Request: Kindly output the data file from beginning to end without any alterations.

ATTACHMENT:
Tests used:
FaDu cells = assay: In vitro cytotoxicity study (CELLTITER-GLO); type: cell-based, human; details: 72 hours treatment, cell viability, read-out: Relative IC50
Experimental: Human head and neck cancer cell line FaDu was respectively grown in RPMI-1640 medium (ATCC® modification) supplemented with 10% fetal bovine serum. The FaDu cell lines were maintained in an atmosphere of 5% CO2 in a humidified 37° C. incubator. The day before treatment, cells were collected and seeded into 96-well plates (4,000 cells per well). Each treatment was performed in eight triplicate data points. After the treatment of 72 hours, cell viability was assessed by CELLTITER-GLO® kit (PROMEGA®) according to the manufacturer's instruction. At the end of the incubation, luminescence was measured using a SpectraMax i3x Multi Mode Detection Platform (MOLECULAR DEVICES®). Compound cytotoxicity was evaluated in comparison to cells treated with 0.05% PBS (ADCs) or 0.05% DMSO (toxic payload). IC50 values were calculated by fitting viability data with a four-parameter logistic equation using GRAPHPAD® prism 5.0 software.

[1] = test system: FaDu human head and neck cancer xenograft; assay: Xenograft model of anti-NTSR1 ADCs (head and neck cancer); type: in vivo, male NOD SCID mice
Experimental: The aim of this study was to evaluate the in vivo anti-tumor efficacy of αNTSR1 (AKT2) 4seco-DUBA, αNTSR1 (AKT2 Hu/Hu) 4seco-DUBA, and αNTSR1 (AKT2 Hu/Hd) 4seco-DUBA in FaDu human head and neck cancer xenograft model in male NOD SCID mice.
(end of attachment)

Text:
Tests used:
FaDu cells = assay: In vitro cytotoxicity study (CELLTITER-GLO); type: cell-based, human; details: 72 hours treatment, cell viability, read-out: Relative IC50
Experimental: Human head and neck cancer cell line FaDu was respectively grown in RPMI-1640 medium (ATCC® modification) supplemented with 10% fetal bovine serum. The FaDu cell lines were maintained in an atmosphere of 5% CO2 in a humidified 37° C. incubator. The day before treatment, cells were collected and seeded into 96-well plates (4,000 cells per well). Each treatment was performed in eight triplicate data points. After the treatment of 72 hours, cell viability was assessed by CELLTITER-GLO® kit (PROMEGA®) according to the manufacturer's instruction. At the end of the incubation, luminescence was measured using a SpectraMax i3x Multi Mode Detection Platform (MOLECULAR DEVICES®). Compound cytotoxicity was evaluated in comparison to cells treated with 0.05% PBS (ADCs) or 0.05% DMSO (toxic payload). IC50 values were calculated by fitting viability data with a four-parameter logistic equation using GRAPHPAD® prism 5.0 software.

[1] = test system: FaDu human head and neck cancer xenograft; assay: Xenograft model of anti-NTSR1 ADCs (head and neck cancer); type: in vivo, male NOD SCID mice
Experimental: The aim of this study was to evaluate the in vivo anti-tumor efficacy of αNTSR1 (AKT2) 4seco-DUBA, αNTSR1 (AKT2 Hu/Hu) 4seco-DUBA, and αNTSR1 (AKT2 Hu/Hd) 4seco-DUBA in FaDu human head and neck cancer xenograft model in male NOD SCID mice.